20 Hours Work/Week > 40?
Our travels have been an interesting experiment in what it takes for me to have a “successful” work day. Generally, I’ve stuck to the 40 hour work week. Some days I’d get 6 hours in. Other days would be 10. But I’d probably average around 40 hours a week.
While on this trip, however, it’s probably closer to a 20 hours a week. The strange thing is, I feel just as productive. I’ve found a nice routine in working for an hour before the kids wake up. Then, spending the next couple hours with breakfast and a jog/run/hike with the family. Then back to a coffee house for 3 hours to make some progress.
With 40 hours a week, there would be times when I’d start to get frustrated with myself that I’m not being productive enough. Generally this happens when I’m trying to figure something out, and get deeper and deeper into a rabit whole that I shouldn’t be in. At these times, there is probably better things for me to do. 1) Have somebody else better than me try to solve the problem. 2) Spend time with family, or doing something outside of work I enjoy.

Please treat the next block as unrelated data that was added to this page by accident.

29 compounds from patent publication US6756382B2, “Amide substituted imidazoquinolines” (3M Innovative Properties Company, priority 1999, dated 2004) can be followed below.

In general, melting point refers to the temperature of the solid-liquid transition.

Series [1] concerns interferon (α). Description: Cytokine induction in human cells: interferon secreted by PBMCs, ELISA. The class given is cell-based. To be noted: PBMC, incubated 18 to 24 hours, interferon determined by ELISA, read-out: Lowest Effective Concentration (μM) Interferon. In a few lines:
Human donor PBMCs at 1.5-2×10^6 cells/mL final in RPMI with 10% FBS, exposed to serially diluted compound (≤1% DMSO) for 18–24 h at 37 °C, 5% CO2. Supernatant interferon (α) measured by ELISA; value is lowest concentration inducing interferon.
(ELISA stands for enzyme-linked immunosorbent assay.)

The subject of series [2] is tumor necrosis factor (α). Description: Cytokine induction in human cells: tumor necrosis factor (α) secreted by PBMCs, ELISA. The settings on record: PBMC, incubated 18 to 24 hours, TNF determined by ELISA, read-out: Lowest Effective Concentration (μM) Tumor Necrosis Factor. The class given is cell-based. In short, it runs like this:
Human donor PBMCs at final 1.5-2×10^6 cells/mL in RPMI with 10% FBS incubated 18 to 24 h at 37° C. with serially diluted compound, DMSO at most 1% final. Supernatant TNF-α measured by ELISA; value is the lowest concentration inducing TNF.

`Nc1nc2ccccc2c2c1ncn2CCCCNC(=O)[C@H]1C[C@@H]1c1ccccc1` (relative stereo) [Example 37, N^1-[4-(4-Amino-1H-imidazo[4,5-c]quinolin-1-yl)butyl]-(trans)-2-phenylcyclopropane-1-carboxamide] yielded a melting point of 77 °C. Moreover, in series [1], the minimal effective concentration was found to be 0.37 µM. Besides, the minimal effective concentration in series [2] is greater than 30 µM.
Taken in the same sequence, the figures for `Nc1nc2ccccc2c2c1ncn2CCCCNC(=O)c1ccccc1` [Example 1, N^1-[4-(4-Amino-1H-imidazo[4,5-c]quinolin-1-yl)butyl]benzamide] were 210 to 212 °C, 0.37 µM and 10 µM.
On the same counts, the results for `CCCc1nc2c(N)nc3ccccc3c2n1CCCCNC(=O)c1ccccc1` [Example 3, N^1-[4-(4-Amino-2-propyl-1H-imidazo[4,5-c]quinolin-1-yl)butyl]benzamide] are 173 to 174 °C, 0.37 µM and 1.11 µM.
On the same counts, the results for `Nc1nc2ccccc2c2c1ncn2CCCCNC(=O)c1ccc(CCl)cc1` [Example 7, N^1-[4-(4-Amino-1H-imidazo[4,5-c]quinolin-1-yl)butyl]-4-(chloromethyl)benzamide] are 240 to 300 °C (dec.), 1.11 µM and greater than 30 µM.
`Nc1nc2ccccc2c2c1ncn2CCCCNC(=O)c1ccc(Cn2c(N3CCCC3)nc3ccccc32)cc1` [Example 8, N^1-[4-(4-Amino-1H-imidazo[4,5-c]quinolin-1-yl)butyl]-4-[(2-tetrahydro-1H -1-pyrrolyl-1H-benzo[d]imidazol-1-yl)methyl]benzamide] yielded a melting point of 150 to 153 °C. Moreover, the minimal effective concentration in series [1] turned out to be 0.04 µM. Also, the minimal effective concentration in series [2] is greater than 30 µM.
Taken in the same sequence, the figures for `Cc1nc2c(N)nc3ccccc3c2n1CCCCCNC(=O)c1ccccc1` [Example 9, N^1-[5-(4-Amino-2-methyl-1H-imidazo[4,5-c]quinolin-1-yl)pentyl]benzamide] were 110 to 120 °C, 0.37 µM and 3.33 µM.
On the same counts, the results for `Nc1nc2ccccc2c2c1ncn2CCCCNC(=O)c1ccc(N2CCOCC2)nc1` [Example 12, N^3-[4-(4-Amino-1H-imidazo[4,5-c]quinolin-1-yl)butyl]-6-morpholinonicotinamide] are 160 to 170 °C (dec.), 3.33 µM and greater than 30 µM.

But, while on this trip, I’ve never reached that level of agitation. With roughly 3–4 hours a day, I don’t get burnt out, and I’m forced to outsource most of the work that I’d find myself in a rabbit hole on. I’m more intentional with how I spend the time. And it’s been very refreshing.
This is a harsh difference between what is generally expected as a prerequisite for a successful startup. Generally, startup founders talk about how hard life is. How it’s endless hours of grinding away. And sure, I’ve spent time doing that as well. I guess you could say that I’ve put in my time doing that. But it doesn’t have to always that way. At least, I don’t think it does. Tim Ferris would say that a 4 hour work week is sustainable. I still have to prove it to myself that 20 hours is.